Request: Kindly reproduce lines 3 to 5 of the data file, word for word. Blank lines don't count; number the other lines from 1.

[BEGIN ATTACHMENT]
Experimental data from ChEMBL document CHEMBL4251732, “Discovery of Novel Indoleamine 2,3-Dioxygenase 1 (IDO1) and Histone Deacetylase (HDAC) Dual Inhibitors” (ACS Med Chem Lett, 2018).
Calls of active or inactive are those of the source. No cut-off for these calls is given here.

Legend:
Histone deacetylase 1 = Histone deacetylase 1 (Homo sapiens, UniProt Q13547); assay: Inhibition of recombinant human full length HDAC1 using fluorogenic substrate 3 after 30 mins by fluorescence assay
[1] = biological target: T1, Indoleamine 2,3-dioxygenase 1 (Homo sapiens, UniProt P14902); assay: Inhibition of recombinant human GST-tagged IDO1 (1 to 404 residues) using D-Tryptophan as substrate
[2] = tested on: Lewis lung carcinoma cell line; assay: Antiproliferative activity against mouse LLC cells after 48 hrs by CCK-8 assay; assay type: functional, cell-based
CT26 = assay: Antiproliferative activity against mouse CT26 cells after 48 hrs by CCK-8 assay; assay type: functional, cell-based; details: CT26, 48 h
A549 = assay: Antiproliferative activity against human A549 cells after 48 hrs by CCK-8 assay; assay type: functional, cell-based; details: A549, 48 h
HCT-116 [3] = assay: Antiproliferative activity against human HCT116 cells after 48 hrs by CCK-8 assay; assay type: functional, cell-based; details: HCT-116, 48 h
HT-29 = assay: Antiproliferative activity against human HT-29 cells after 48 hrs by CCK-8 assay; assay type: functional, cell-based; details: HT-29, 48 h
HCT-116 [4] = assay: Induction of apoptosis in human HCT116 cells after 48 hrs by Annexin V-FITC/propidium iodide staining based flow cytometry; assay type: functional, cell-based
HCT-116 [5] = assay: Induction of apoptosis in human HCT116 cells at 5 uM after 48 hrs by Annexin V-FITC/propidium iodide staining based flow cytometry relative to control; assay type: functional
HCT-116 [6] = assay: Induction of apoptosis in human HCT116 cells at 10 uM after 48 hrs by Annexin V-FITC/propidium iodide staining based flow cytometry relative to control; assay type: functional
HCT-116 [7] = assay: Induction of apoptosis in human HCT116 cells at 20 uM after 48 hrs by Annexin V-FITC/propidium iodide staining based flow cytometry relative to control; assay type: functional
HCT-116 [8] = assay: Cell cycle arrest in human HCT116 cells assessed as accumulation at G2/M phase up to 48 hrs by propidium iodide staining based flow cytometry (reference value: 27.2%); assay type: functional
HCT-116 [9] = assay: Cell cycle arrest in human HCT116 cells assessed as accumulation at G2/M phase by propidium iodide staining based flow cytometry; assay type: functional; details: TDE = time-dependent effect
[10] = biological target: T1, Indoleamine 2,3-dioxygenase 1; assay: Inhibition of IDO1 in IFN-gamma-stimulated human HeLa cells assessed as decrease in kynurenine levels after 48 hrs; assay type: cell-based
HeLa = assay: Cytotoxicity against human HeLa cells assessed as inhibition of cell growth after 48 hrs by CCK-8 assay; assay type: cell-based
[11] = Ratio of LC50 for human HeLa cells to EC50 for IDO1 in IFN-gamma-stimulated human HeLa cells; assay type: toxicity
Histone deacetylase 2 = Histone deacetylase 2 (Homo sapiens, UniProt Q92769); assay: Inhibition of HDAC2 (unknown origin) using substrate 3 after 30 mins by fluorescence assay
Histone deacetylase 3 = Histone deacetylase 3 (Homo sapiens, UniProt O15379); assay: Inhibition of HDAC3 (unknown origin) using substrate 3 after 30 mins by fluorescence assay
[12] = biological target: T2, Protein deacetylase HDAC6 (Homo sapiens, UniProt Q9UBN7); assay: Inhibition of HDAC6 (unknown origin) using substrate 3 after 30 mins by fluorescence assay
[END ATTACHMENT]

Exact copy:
Legend:
Histone deacetylase 1 = Histone deacetylase 1 (Homo sapiens, UniProt Q13547); assay: Inhibition of recombinant human full length HDAC1 using fluorogenic substrate 3 after 30 mins by fluorescence assay
[1] = biological target: T1, Indoleamine 2,3-dioxygenase 1 (Homo sapiens, UniProt P14902); assay: Inhibition of recombinant human GST-tagged IDO1 (1 to 404 residues) using D-Tryptophan as substrate